Vitamins and vitamin deficiency

A vitamin deficiency always has consequences, some are more serious than others, but either way you need your vitamins to allow your body to function optimally. A vitamin deficiency always has to do with not getting enough vitamins or not getting enough vitamins for a long time. The diet is often too one-sided, for whatever reasons, and you can judge that yourself. Where can you find which vitamins and how do you prevent a deficiency?

Prevent a vitamin deficiency

There is only one remedy for a deficiency and that is to eat a varied diet. If you eat a varied diet and get all the right nutrients through your diet, you do not need extra vitamin pills. Conditions of healthy eating are:

  • Vary your diet (lots of fruits and vegetables, carbohydrates in the form of whole grain products, unsaturated fats with oily fish twice a week and eat enough proteins, which is also filling).
  • If you are used to eating meat or fish every day, skip a day and replace it with two hard-boiled eggs, for example.
  • Take a normal portion and don’t stuff yourself. If you eat quietly, the “full” feeling will come in time… and listen to it.
  • Limit your salt intake, many products already contain salt and are sufficient for your daily amount.
  • Take the 3 prescribed meals and if you get an “empty feeling” in between, have a healthy snack in the form of fruit, for example.
  • Drink 1.5 to 2 liters of water (or similar) per day. Your cups of tea and coffee also count, but limit the coffee and tea. Drink green tea more often.
  • A glass of wine is okay, but never drink more than 2 glasses a day/

If you are unsure whether you are getting enough vitamins, consult with your doctor and also see whether you need to take something extra temporarily. Don’t try anything yourself, because not all vitamins are harmless if taken in excess.

What are vitamins good for?

Vitamin A

Vitamin A is found in animal products and can be found, for example, in liver. It is good for resistance and growth, but also for skin and eyes.

Vitamin B

B1 – Vitamin B1 can be found in grain products, potatoes, vegetables, dairy products and meat. It ensures that the nervous system, cardiovascular system and gastrointestinal system continue to function properly.
B2 – Vitamin B2 is mainly found in dairy products, somewhat more limitedly also in vegetables and fruit, meat and grain products. It regulates the energy supply. B3 Vitamin B3 is comparable to vitamin B2 with the exception of the fact that it produces fatty acids. B5 Vitamin B5 is also responsible for the body’s energy supply, but regulates the build-up and breakdown of proteins and fats. Meat, eggs, legumes, vegetables and fruit and dairy products provide B5.B6 Vitamin B6 is important for the build-up and breakdown of amino acids (this is what protein is made up of). Furthermore, it is very important for the metabolism of the body, it is important for hormones and growth, the immune system and the nervous system. Found in meat, eggs, fish, grain products, potatoes, legumes, greens and dairy products. B8 Vitamin B8 is good for the skin and hair and ensures that energy is extracted from food. Found in eggs, liver, milk and nuts/peanuts.B11 We know vitamin B11 better as folic acid and we sometimes want to get too little of it. We are familiar with it in pregnant women, who are often prescribed it additionally in the early stages of pregnancy. Found in green vegetables, whole grain products, bread, eggs and meat.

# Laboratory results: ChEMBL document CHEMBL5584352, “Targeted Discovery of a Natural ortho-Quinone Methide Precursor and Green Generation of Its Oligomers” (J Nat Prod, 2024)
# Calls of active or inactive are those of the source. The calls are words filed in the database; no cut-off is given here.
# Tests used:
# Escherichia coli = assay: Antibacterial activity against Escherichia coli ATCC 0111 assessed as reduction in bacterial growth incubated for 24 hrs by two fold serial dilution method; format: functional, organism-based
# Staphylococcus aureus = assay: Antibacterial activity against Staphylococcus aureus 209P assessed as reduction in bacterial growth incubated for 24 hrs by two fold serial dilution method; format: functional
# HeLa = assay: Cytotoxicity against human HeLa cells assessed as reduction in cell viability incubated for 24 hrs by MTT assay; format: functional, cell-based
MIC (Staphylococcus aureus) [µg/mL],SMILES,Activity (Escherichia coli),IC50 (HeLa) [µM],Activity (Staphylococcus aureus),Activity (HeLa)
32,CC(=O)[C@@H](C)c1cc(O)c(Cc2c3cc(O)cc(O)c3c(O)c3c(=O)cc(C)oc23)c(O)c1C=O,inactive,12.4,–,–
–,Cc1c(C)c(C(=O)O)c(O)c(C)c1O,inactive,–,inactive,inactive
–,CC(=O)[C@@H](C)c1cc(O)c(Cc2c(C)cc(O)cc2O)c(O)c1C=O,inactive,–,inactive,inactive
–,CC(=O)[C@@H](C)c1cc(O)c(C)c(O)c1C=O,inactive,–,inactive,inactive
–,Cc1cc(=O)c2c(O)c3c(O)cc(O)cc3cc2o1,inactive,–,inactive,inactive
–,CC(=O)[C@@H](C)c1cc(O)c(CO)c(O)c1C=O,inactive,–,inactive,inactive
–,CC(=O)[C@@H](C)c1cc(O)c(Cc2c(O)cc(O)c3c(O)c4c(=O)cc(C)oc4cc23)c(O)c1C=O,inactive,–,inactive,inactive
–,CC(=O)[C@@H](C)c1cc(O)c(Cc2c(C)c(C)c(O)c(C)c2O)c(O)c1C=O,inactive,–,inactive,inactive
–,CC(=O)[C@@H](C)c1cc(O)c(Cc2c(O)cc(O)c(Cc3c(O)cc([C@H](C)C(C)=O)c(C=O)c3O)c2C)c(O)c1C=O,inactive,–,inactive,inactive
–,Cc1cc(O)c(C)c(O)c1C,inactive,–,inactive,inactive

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B12 Vitamin B12 is found in animal products and is important for the production of red blood cells and the proper functioning of the nervous system. Found in dairy products, meat, fish and eggs.

Vitamin C

Vitamin C works as an antioxidant and is good for the formation of connective tissue, absorption of iron and maintaining resistance. Found in citrus fruits, kiwis, berries and strawberries. Furthermore, in types of cabbage and potatoes.

Vitamin D

Vitamin D is important for absorbing calcium from food and is therefore important for growth and for strong bones and teeth. Found in sunlight, the body produces it itself. Furthermore, oily fish also contains vitamin D.

Vitamin E

Vitamin E works as an antioxidant and protects the cell wall, cells, bloodstream and tissue. Can be found in sunflower oil, diet margarine/low-fat margarine, grain products, nuts/seeds and vegetables and fruit.

Vitamin F

Vitamin F is not a normal vitamin, but a semi-vitamin. It has been wrongly given the name vitamin, but it is there for a reason. These are the fatty acids linoleic acid and alpha-linoleic acid and you get them through food. They have a positive effect on cardiovascular diseases.

Vitamin K

Vitamin K is important for blood clotting and bone production. Found in cheese, liver and egg yolk.

Finally

If you eat a good and varied diet, you will in principle get enough vitamins to keep everything functioning normally. If in doubt, the GP can detect any deficiencies through blood tests and determine how to act to get everything back to normal. If you have difficulty eating healthy, a dietitian can offer help.